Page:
Writing Life: Fueling the (Creative) Fires

When your work involves being creative, it can be hard to come up with new ideas day after day, hour after hour. To maintain a creative life, you need to feed your creativity.

fire-buring-public-domainBut sometimes, no matter how hard we try to keep it fed, it starts to run low and we get stuck. That’s when we need a little help to keep that creative fire burning. I use three million and ten different tricks to help myself out of stuck-in-the-mud situations.

Okay, that might not be the exact number.

But as I’ve mentioned before, I have a lot of tricks up my sleeve. In fact, I stuff them into every pocket, hat, bag, and sometimes even undergarment that I own! The one I’m about to share may seem strange at first. You might wonder how the results will possibly work with your particular project.

That’s okay.

Let it sit and simmer for a while. Go ahead and keep it on the back burner because I promise that at some point when you’re stuck (which happens to the best of us) it’ll be ready and waiting for you to turn up the heat.

What’s my little trick?

journal-public-domainIt’s called “On This Day…” and its inception came from my experiences teaching writing to young people. After hearing numerous complaints that all sounded a lot like “I don’t have anything to write about!,” I made it a habit to start each session with a journal entry.

Like most of us, young people (almost always) benefit from a prompt to help focus their wide-ranging thoughts. After bumping into the website on one of my random yet eventually useful link-clicking adventures, I began using “On This Day” prompts.

The best part? There’s little planning involved.

I simply navigate to the site, find an event that happened on this day in history, and tell students to use it to begin writing creatively in their journals. Sometimes I offer a list of events and let them choose one, depending on the age range and characteristics of the group. 

Since I love writing, I enjoy joining in during journal time as much as possible. I’ve found that sometimes a historical event fills in a blank spot in a story, essay , and yes, even freelance projects on which I’ve found myself stuck.

This is because it’s not the event itself that works, but rather the idea it sparks, that makes it such a useful technique.

public-domain-women-and-historyWhere do you look?

There are several choices, but I like History.com‘s This Day in History. I still end up surfing around sometimes because the information varies. Here is a brief and incomplete list of possible sources to investigate:

Once you have the list, how does it work?

I think it’s easiest to explain by way of example. So here’s an example from last month. The tenth of October, to be exact, as that is the most recent day I used this exercise.

Many things porgy-and-besshappened on 10/10 throughout human history. I like to look at a long list of possible events because usually something strikes me and my brain is off and running. On this day, the event that jumped off the page is that on October 10, 1935, Porgy and Bess, “the first great American opera,” premiered on Broadway.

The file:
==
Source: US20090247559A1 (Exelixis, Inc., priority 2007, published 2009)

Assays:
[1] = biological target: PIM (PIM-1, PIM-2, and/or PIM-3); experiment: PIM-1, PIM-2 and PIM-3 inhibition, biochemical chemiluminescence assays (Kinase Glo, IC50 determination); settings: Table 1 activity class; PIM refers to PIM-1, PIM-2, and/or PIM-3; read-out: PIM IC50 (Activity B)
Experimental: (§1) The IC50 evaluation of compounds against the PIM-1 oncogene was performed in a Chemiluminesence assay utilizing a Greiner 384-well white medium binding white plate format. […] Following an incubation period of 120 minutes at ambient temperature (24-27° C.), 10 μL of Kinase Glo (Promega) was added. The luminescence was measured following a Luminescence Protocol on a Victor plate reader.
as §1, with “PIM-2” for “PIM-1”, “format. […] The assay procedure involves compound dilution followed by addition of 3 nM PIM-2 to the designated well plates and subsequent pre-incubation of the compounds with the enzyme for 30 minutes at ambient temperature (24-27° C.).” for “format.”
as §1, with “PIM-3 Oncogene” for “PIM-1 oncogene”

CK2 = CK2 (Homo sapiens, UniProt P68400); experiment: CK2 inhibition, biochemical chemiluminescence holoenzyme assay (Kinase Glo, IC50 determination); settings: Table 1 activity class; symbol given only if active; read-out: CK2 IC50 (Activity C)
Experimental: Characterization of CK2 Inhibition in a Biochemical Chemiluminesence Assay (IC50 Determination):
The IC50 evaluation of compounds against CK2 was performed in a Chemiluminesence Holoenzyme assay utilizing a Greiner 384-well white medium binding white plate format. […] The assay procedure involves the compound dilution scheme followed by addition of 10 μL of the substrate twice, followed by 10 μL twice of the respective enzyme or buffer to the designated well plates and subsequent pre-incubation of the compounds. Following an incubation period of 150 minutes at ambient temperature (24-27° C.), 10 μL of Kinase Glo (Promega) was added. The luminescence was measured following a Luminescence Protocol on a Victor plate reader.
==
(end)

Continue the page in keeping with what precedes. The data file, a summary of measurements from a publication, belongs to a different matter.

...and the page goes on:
Whoa.

I love this opera. I used to sing songs from this opera in the middle-school concert choir. How did I forget that that was the day it premiered?

Okay, I probably never actually knew what day it premiered, but nonetheless… reading about it triggered a host of thoughts and creative avenues for me. Which is amazing because, on the surface, it’s not at all related to my current writing project.

As I followed the thoughts, I brainstormed.

Many don’t get used. In fact, most don’t get used. But I didn’t worry about that. I simply wrote down – without judgment or (too much) thought – everything that cames to mind for 5-10 minutes.

Here’s an excerpt of what I wrote for that day:

  • In middle school, I learned “Summertime” (song from P&B) for concert choir – I then got really into the opera and insisted on seeing it in person; led to a trip to the city where we got lost and mayhem ensued. What if MC (main character) does similar… gets into some show, goes to the city, gets lost… what happens when she’s lost? 
  • What if MC wants to play Bess in a local production but she isn’t black? Or maybe it’s not P&B but some other show and she doesn’t fit the director’s ideal “look” for the part… What happens? How does she react? Does she do anything to get the part? How do others react? 
  • What if MC is trying to write an American opera and uses P&B as the basis/inspiration – what could this be about? What is relevant today from P&B? What has changed? How can I change the opera to be new? How does impact MC’s life? 

You get the idea.

Don’t worry about it. Try it!

I think everyone can benefit from trying this technique at least once. It may not find its way into your story or art the first time, but the brainstorming process that results from looking at “On This Day” forces your brain into creative mode. And in creative mode is always a good place be.

Did you try it? Let me know how it went by commenting on this post!

Do you have your own trick? I’d love to read about it in the comments so I can tuck it in my sleeve and pull it out the next time I’m stuck!